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Spotlight on ‘Bad Jews’ actor Matt DeNoncour

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Bad Jews KOn stage now at Lab Theater is Joshua Harmon’s Bad Jews. The play pits two cousins, Liam and Daphna, against each other in an acrimonious battle for the grandfather’s most cherished heirloom, a gold medallion inscribed with the Hebrew word for “life” that their grandfather kept hidden from the Nazis during his two-year internment in a Nazi concentration camp by Jonah and Liam Akeeping it under his tongue.

Playing Daphna is Stella Ruiz, who gives a command performance as a highly opinionated self-righteous Vassar senior who feels she should receive the chai because she alone pays homage to her family’s Jewish religion, culture and traditions. Liam, by contrast, admits that he is a bad Jew. He is proudly secular, as Harmon metaphorically underscores by having Liam crawling on the floor Liam and Melody Dof his brother’s Upper West Side Manhattan apartment (probably somewhere near the Dakota and Strawberry Fields) pretending to choke on Daphna’s long, frizzy hair which she incessantly brushes and sheds all over Jonah’s apartment. He plans to marry a blue-eyed blond-haired WASP by the name of Melody, who he improvidently brings to the post-funeral family gathering, and he clearly has no intention of passing on his Jewish faith or heritage to the children they plan to have – as signified by the fact that he has not only changed Liam and Melody Ghis given name from Shlomo to Liam, but the subject of his post-graduate studies is contemporary Japanese youth culture. So why, then, does he want his grandfather’s chai? While he may have no interest in his Jewish culture or traditions, he is sentimental and intends to use the chai in lieu of an engagement ring just like Poppy did when he proposed to their grandmother.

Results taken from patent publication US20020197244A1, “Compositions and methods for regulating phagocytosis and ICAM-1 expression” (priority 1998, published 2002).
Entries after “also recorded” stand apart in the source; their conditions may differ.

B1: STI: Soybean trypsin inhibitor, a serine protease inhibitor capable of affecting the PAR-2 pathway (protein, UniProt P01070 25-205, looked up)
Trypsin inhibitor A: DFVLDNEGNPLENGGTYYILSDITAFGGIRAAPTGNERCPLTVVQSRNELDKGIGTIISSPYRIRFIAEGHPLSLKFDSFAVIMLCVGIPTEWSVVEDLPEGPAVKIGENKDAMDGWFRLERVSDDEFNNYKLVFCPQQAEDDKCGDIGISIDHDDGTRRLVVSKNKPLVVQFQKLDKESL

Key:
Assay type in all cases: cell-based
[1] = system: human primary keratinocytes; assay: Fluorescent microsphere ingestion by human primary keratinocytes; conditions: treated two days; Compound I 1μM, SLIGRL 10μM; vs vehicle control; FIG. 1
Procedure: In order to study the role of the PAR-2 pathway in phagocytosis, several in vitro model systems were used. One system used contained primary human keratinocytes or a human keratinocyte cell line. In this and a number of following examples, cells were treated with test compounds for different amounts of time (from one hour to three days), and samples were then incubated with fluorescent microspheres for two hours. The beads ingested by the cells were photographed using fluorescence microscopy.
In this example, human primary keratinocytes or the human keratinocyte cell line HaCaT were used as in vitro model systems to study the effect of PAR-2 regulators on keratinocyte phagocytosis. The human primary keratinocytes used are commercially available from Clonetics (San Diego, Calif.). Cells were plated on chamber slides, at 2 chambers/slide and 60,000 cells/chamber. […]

Matt DeNoncour plays Liam, and he is Ruiz’s equal. His portrayal of the smug, self-absorbed, unyielding Liam is no less visceral and emotive than Ruiz’s Daphna. However, where Ruiz’s Daphna is a volcano, constantly Liam and Daphna Grumbling, erupting and spewing insults and incisive psychological barbs, DeNoncour’s Liam is a powder keg. He tries to avoid his confrontational cousin, but his parents won’t let Liam and Melody to stay with them. So, forced to bunk with Jonah and Daphna, he tries choking back his impulse to strangle his cousin. But once he lets loose, he joins the fray with the savagery of a streetfighter who’s taken a kick to the groin.

In one poignant scene, DeNoncour sprawls on the Liam and Daphna Afloor pounding a pillow with all of the rage he’d like to vent on his cousin. In this scene, DeNoncour suggests that there may be a physically abusive side to his character, which the audience also sees a little later as DeNoncour’s character bludgeons Daphna with a verbal diatribe that includes a stream of venomous misogyny, much to his girlfriend’s horror – if not the audience’s as well. But DeNoncour also gives Liam a softer side, which we glimpse when he comes to Melody’s defense and in his proposal of marriage to her.

Liam and Daphna BDeNoncour has undertaken a steady stream of roles since arriving in Southwest Florida several months ago, and he keeps getting better and better with each succeeding part. He was hilarious as Cupid in The Eight: Reindeer Monologues this past December. Before that, in was on the Lab Theater stage in Stage Kiss, where he played Kevin and got smoochy with Annette Trossbach. Last season, he played the austere Auschwitz survivor Otto Frank in The Diary of Anne Frank. Other favorite onstage credits include The American Dream (Daddy), Chicago (Ensemble), Our Town (Professor Williard), Love’s Labours Lost (Dumain), The House of Blue Leaves (Artie Shaughnessy), and Engagement DMerry Wives of Windsor (Doc Caius).

DeNoncour is also an award-winning set and lighting designer. He received a TAG nomination in lighting for Angels in America Part I & II, and both a TAG and OEA nomination for Floyd Collins. Other design and lighting projects include The House of Blue Leaves (Scenic), Crash! Boom! Pow! (Lighting/Scenic) and Avenue Q (Lighting).

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Posted March 14, 2016.

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